With a few days to digest the outcome of the meeting between President Donald Trump and North Korean leader Kim Jong-un now a wrap, what can be said about the summit? For one, it could have been worse. The two leaders, who famously traded insults for much of the fall of 2017, seem to have developed a congenial relationship. There was legitimate fear that, between the escalating rhetoric, and North Korea’s nuclear and missile tests, the end result would be a mushroom cloud. While the odds of war were still generally low for a variety of reasons, the risk seemed elevated enough to create legitimate concern. Fortunately, the summit does seem to have led to a diplomatic process. That said, not allowing reckless behavior to escalate to a nuclear war is the lowest of bars by which something can be judged.
So with the prospect of conflict between two nuclear-armed states receding, at least for the moment, here are three thoughts on the summit and a recommendation for what comes next.
First, the consensus among experts seems to be that the summit produced no tangible results, with the vague promises of North Korean denuclearization in the statement fall short of even the unrealized promises North Korean leaders have made to past American presidents. There is also little indication of agreement over what “denuclearization”actually means. Traditionally, Americans have viewed it as North Korean disarmament, while Pyongyang believes it should also encompass American extended deterrence. Nor was any timetable given for when the Kim regime would give up its nuclear arsenal or a mechanism for verification articulated (though Secretary of State Mike Pompeo said this morning that they were looking for disarmament to take place over the next two and a half years). As Mira Rapp-Hooper of Yale University wrote after the summit, the lack of specifics in the joint statement means the “loophole remains big enough for a road-mobile ICBM.”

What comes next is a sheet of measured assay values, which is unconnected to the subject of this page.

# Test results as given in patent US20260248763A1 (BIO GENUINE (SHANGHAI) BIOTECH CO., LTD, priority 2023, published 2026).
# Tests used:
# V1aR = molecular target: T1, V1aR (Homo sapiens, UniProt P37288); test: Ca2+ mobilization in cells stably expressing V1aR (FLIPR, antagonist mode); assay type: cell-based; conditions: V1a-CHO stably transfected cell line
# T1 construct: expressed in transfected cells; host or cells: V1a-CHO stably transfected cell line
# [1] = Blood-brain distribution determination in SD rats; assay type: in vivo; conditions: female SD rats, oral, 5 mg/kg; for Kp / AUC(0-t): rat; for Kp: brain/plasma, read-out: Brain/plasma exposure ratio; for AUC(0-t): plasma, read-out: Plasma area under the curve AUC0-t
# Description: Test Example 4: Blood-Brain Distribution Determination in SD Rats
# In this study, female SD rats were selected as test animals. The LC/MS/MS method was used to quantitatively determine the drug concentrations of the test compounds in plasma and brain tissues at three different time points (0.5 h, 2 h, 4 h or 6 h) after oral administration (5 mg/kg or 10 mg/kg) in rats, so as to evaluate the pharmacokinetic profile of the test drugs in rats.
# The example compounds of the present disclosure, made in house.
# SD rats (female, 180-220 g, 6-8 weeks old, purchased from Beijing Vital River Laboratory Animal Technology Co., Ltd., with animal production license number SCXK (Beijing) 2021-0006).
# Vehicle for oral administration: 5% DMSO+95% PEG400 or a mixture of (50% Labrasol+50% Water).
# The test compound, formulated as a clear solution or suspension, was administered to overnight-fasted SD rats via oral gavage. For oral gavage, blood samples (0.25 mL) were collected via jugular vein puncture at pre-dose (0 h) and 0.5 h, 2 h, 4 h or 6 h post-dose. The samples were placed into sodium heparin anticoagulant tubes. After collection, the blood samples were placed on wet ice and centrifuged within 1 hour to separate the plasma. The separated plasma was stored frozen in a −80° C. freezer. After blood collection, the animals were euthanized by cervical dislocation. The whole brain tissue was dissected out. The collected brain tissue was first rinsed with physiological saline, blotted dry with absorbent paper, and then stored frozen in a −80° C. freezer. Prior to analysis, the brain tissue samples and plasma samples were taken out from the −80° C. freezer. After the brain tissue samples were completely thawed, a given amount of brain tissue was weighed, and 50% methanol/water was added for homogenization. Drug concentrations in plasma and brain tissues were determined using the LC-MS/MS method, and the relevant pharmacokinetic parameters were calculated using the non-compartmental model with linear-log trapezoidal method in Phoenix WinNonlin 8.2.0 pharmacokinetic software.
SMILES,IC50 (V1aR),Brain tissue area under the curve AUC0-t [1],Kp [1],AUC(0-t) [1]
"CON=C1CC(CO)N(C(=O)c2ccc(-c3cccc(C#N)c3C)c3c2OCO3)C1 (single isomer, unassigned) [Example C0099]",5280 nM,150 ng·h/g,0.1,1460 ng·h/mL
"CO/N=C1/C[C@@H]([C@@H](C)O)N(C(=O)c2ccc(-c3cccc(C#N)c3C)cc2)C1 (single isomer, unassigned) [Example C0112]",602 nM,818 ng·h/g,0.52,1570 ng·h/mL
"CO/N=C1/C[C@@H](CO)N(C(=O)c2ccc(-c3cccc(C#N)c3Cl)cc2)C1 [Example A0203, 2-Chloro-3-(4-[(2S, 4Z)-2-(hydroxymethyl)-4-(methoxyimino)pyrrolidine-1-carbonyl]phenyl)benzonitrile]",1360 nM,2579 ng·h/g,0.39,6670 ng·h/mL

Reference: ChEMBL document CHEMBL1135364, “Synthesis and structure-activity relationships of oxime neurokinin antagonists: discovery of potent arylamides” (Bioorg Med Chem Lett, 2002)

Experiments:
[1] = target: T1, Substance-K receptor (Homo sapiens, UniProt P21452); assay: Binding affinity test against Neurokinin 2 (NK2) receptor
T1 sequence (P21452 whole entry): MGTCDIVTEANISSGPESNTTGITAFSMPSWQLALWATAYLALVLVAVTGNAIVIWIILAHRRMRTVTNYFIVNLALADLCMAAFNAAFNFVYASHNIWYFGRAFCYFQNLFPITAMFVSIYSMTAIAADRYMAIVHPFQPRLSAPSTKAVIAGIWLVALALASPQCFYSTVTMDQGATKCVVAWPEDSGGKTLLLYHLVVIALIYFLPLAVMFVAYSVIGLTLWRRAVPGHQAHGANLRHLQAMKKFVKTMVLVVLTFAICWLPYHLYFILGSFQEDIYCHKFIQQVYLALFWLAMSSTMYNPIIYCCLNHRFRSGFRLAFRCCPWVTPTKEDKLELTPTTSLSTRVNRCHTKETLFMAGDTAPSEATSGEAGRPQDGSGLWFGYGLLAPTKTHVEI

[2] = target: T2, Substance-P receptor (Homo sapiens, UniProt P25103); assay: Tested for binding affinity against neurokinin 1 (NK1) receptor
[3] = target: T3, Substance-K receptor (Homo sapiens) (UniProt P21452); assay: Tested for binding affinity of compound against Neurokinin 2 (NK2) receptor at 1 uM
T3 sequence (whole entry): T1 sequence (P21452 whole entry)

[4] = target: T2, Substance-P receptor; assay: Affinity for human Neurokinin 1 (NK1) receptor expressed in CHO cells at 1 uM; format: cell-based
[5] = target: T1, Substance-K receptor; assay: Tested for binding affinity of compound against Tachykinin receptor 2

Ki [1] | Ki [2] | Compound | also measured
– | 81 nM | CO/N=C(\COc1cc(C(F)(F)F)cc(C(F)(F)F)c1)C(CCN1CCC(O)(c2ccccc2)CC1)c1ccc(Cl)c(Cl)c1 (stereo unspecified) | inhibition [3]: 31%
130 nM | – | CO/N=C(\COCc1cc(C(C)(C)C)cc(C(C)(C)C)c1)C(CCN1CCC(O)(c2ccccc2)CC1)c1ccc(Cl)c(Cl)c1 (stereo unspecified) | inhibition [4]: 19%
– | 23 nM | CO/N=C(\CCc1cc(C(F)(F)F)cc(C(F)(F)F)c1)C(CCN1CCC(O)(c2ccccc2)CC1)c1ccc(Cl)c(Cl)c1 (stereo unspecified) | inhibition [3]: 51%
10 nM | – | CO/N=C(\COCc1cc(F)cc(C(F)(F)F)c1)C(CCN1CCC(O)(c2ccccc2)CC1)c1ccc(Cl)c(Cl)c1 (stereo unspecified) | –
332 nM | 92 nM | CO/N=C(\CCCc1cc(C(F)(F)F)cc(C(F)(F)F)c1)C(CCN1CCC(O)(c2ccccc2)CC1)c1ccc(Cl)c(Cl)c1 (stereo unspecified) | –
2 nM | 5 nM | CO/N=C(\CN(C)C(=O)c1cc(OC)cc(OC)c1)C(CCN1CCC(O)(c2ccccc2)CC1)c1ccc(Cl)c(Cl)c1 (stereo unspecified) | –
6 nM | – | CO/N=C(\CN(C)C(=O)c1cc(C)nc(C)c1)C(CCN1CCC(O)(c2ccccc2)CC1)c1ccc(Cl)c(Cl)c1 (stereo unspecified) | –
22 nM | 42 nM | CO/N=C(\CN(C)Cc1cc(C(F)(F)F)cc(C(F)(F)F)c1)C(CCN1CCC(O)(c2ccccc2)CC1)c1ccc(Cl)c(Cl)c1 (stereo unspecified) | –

The Trump administration has repeatedly said that it wants the “complete verifiable irreversible denculearization” (or, CVID) of North Korea. And, in remarks to the press released yesterday, Pompeo stated clearly that, though the joint statement did not include the words “verifiable” or irreversible,” they were encompassed by the word “complete.” However, in a testy exchange, the secretary of state would not provide clues about how the administration hoped to achieve verification. Doing so is notoriously difficult in authoritarian states like North Korea due to limits on their willingness to be transparent.
According to President Trump, North Korea will also destroy a site for testing rocket engines. However, no indication of which test site was given at the time. The agreement on the test site was not included in the joint statement because, according to the president, he secured a pledge from Kim after it was already signed. However, this morning, it was reported that North Korea will destroy a test facility at Tongchang-ri, and analysts are calling it a significant concession (though some have expressed mild disagreement about the significance of the facility to North Korea’s nuclear program at this point).